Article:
If you snapped a photo of a Pokemon in the wild and want to share it on social media, you could be close to violating Australian copyright law. In the augmented-reality app, players have the opportunity to take snapshots of Pokemon appearing in real-world locations. Social media users are sure to see these pictures being shared in all corners of the internet.
Are these pictures infringing intellectual property rights? There are a few things we have to look at to answer that question.
The social media overlap
Most Pokemon Go players are 18 to 29, the same age group that shares the most photos online.
When taking pictures through an app, it is important to consider the copyright implications. This need is even higher if you're considering sharing those photos on social media. This is a definite concern with Pokemon Go, as the people most likely to be playing the game are also most likely to be posting snapshots on Facebook.
A Forbes analysis of SurveyMonkey Intelligence data shows that 18 to 29 year olds are the most likely Pokemon trainers, making up 46 per cent of the player base.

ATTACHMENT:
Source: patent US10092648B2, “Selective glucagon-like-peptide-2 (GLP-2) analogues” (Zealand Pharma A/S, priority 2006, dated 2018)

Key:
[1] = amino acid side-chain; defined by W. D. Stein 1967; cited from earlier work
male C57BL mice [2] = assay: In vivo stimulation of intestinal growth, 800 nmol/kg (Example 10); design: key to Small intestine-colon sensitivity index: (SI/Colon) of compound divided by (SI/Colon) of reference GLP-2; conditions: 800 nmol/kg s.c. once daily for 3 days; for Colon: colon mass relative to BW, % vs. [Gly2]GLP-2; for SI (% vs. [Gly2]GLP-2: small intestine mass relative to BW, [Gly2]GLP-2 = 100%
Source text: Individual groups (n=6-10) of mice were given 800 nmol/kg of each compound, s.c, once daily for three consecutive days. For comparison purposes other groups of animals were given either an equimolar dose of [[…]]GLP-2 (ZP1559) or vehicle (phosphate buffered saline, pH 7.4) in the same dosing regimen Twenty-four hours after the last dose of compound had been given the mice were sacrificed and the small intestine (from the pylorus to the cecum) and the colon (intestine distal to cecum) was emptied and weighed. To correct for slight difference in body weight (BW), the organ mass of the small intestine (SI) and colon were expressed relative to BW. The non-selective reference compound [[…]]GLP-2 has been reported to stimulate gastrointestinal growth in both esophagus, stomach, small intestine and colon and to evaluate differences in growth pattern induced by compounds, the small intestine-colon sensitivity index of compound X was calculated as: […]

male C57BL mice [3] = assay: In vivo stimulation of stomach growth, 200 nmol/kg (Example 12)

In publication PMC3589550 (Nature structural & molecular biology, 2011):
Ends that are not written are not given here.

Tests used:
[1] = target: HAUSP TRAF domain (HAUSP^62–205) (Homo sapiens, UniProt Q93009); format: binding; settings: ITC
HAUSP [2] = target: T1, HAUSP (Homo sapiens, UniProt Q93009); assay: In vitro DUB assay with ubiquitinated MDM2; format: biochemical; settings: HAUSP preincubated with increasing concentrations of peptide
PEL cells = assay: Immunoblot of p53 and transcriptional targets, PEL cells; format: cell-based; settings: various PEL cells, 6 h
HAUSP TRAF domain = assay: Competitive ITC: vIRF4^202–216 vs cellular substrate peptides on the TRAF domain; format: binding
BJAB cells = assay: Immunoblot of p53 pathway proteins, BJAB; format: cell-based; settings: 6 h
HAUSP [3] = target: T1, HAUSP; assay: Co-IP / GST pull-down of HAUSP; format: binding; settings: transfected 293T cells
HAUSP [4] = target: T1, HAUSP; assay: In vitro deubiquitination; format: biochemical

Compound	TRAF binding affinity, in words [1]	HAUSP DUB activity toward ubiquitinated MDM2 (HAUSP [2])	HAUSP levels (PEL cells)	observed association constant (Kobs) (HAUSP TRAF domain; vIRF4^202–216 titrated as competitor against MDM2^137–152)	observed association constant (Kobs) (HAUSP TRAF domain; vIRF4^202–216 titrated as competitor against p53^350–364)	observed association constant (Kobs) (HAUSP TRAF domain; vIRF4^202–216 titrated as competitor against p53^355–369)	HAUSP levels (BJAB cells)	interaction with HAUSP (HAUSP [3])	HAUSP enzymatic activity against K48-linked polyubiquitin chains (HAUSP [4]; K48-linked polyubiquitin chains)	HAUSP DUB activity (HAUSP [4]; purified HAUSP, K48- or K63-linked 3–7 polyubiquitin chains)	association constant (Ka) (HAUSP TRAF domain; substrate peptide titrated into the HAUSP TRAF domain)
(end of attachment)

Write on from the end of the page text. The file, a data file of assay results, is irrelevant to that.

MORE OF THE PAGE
At 57 per cent, this same age group shares pictures on social media more than any other cohort, according to the 2015 Sensis Social Media Report.
Copyright law concerns
When taking a picture in Pokemon Go, there are two main copyright concerns – the Pokemon in the foreground and whatever is in the background.
Because the app specifically allows users to take photographs of Pokemon they encounter while playing the game, these pictures fall into the realm of implied permission. That function is a clear invitation, granting users permission to take such pictures of the Pokemon they encounter, so it is unlikely that one could argue copyright infringement in this case.
— fiz (@fizplaces) July 21, 2016
Of much greater concern is what may be in a picture behind a Pokemon. Fortunately, the Copyright Act 1968 has provisions that address protected works in public spaces. Under sections 65, 66 and 68, the taking and posting of a photograph containing a copyrighted work is not infringement so long as the picture was taken in an area accessible to the public, and the work in question is not a temporary feature. This is more commonly known as freedom of panorama.
A key takeaway is that this only applies to permanent installations, so players should be careful when a temporary installation not covered by freedom of panorama is in the background of a photograph.
For more information about copyright and other services, contact Alder IP today.